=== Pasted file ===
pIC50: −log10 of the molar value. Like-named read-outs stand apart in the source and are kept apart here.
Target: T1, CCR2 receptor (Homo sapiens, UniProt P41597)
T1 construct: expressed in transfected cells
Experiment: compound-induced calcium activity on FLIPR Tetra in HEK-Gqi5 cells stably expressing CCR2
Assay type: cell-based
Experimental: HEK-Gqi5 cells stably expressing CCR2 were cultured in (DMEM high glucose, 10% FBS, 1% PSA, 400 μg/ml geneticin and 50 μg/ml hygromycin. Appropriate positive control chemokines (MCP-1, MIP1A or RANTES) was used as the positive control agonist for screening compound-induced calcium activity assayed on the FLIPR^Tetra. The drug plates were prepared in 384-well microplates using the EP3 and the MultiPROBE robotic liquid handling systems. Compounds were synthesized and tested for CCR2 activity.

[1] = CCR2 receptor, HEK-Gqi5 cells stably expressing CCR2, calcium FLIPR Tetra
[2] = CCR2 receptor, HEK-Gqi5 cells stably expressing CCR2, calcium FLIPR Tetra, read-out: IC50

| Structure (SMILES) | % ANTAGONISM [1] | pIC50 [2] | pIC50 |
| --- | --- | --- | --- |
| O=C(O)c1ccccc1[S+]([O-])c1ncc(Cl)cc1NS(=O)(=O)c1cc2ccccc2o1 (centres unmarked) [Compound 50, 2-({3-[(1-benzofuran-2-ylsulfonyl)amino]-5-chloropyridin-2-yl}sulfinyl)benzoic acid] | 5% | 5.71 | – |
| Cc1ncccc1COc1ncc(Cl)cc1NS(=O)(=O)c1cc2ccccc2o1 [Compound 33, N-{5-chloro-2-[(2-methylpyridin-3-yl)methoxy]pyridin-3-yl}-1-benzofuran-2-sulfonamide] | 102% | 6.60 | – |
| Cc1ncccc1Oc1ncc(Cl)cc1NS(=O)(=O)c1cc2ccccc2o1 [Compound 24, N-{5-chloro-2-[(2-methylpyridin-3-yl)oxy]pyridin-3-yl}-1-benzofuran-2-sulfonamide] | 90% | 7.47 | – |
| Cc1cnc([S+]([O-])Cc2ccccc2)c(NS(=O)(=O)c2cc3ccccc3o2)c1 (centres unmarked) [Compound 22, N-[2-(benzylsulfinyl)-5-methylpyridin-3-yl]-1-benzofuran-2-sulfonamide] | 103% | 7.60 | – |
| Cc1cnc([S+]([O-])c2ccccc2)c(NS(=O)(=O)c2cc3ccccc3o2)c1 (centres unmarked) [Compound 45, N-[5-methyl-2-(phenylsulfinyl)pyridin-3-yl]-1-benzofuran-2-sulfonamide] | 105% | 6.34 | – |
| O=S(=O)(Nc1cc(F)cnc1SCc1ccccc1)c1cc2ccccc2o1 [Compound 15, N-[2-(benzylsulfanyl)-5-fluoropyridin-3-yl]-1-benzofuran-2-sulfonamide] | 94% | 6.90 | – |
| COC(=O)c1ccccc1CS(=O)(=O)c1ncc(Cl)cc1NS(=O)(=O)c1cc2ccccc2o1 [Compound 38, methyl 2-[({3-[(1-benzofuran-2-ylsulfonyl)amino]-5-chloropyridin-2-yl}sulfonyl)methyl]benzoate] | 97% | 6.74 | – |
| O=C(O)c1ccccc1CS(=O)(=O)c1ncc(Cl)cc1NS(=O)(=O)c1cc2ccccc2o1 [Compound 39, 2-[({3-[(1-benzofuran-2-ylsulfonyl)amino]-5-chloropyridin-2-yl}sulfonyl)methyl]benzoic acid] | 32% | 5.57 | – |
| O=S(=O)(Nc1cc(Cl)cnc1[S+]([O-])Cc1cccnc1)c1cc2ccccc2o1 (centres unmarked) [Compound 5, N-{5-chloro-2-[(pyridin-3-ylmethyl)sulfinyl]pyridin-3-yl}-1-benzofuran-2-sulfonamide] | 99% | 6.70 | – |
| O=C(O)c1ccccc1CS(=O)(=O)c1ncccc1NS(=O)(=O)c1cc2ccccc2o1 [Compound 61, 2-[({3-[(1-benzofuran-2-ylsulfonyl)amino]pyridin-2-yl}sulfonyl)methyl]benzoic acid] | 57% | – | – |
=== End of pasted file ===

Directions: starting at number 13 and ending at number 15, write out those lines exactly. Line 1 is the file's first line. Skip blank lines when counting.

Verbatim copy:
| Cc1ncccc1Oc1ncc(Cl)cc1NS(=O)(=O)c1cc2ccccc2o1 [Compound 24, N-{5-chloro-2-[(2-methylpyridin-3-yl)oxy]pyridin-3-yl}-1-benzofuran-2-sulfonamide] | 90% | 7.47 | – |
| Cc1cnc([S+]([O-])Cc2ccccc2)c(NS(=O)(=O)c2cc3ccccc3o2)c1 (centres unmarked) [Compound 22, N-[2-(benzylsulfinyl)-5-methylpyridin-3-yl]-1-benzofuran-2-sulfonamide] | 103% | 7.60 | – |
| Cc1cnc([S+]([O-])c2ccccc2)c(NS(=O)(=O)c2cc3ccccc3o2)c1 (centres unmarked) [Compound 45, N-[5-methyl-2-(phenylsulfinyl)pyridin-3-yl]-1-benzofuran-2-sulfonamide] | 105% | 6.34 | – |